AN amendment to Victoria’s state relationships laws has been introduced with the aim to allow same-sex couples to have a ceremony conducted when registering their relationships.

The amendment to the Relationships Amendment Bill 2015, moved by Prahran state Greens MP Sam Hibbins, will be debated in the upper house of Victorian Parliament this week.

Hibbins said that while registering a relationship currently involves filling out paperwork, the amendment would also enable same-sex couples to hold a ceremony at the Victorian Marriage Registry.

“Obviously this bill would allow ceremonies to be conducted in conjunction with the registering of a relationship and in lieu of marriage equality I think this would be a modest and reasonable change,” he told the Star Observer.

“It’s something I think would enable same-sex couples to commemorate the registering of a relationship in a celebratory way.

“It would allow these ceremonies to occur at the Victorian Marriage Registry which is the place where I had my marriage ceremony… it would be great to give same-sex couples the choice to have it as well.”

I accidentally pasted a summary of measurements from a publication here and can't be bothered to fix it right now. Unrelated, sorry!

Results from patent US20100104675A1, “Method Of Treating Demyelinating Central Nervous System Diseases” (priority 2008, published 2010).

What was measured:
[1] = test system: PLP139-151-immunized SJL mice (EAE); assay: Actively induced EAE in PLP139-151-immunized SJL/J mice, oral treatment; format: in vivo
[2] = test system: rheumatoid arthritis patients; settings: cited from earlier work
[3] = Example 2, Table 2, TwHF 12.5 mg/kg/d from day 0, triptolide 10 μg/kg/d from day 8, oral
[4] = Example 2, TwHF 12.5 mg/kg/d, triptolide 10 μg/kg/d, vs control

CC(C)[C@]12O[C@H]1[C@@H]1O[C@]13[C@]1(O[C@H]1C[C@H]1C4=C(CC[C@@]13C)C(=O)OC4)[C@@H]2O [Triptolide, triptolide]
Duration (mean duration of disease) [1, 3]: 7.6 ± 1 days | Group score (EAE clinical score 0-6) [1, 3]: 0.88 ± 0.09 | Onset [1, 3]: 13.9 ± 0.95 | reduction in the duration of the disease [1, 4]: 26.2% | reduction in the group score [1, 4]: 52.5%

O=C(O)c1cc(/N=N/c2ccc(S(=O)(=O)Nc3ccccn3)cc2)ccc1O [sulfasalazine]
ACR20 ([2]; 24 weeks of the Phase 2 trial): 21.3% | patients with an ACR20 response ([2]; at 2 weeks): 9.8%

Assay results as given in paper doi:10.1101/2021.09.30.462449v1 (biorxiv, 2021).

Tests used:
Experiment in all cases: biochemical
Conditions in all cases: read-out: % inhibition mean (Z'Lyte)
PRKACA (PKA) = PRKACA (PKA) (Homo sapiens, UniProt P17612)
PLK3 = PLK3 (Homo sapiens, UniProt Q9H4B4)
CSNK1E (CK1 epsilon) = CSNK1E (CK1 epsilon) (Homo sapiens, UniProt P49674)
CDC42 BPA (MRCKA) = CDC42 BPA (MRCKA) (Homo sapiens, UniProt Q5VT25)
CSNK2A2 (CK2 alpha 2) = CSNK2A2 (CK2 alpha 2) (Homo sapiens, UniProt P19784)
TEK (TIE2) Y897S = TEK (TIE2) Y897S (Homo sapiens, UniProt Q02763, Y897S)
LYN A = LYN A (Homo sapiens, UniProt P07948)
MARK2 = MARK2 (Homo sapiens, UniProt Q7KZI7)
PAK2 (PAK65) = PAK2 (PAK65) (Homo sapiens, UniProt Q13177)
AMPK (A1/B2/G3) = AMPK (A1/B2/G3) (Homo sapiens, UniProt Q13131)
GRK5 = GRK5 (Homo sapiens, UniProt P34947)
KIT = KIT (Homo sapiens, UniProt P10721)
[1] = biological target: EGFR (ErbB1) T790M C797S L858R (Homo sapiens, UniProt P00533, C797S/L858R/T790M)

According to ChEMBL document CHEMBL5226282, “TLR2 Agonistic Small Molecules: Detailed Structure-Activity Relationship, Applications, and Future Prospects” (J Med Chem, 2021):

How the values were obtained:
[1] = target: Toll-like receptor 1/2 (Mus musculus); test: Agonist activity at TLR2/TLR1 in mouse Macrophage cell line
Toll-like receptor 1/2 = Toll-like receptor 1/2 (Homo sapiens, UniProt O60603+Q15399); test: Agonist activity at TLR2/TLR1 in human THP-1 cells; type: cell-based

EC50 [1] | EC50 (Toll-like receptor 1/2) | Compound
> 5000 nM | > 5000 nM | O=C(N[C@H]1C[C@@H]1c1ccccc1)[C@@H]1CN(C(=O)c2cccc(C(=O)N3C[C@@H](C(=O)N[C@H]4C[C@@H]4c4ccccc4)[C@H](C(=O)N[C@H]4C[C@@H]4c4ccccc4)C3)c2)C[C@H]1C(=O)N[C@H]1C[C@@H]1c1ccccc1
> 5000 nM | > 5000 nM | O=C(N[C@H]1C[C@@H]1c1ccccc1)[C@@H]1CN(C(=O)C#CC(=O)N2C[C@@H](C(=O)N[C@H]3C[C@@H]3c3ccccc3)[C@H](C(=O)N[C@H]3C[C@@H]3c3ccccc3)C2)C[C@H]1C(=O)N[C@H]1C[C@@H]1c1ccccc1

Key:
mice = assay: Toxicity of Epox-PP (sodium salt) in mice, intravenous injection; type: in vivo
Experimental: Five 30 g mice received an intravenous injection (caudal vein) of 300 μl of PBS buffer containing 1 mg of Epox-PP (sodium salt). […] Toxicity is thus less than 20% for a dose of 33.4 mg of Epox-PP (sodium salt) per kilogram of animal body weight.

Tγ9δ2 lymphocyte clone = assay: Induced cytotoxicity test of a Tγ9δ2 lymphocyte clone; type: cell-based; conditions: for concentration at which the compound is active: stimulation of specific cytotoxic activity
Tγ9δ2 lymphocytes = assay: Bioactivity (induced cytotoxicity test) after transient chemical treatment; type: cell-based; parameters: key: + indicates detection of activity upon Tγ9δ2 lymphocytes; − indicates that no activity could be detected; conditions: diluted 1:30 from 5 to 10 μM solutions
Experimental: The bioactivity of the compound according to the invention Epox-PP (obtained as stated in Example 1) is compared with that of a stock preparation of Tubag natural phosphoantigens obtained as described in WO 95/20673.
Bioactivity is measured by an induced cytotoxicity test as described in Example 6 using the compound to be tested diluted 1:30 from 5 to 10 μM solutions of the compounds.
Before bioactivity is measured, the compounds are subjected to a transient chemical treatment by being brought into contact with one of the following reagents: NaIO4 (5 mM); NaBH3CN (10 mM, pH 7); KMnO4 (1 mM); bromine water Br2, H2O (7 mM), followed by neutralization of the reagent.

A formal ceremony involving the Registrar of Births, Deaths, and Marriages is not legislatively required for registration, something that would be unaffected by the Greens’ proposal.

However, Equality Minister Martin Foley believes the amendment is unnecessary.

“The recent amendment moved by the Greens demonstrates their complete lack of understanding of the legislation,” he told the Star Observer.

“There is nothing in the Victorian Relationships Act that precludes couples from holding a public ceremony or celebration to coincide with their decision to register their relationship.”

Foley added that his recently-formed LGBTI Taskforce have been asked to examine proposals for further reform of the Victorian Relationships Act.

In the Coalition, a spokesperson for Shadow Equality Minister David Davis indicated “he is likely to support a role for ceremonies where relationships are registered”.

While marriage equality is yet to be legislated in Australia, advocates have said they see these ceremonies as a step forward.

Australian Marriage Equality national director Rodney Croome said it provided greater recognition of same-sex couples who register their relationship.

“Allowing state-based relationship ceremonies is not a substitute for equality in marriage, but it does provide greater dignity and recognition of same-sex couples who register a relationship,” he told the Star Observer.

“Tasmania has allowed official ceremonies for same-sex partners for several years without the sky falling in, so I can’t see why anyone would object to the same happening in Victoria.”

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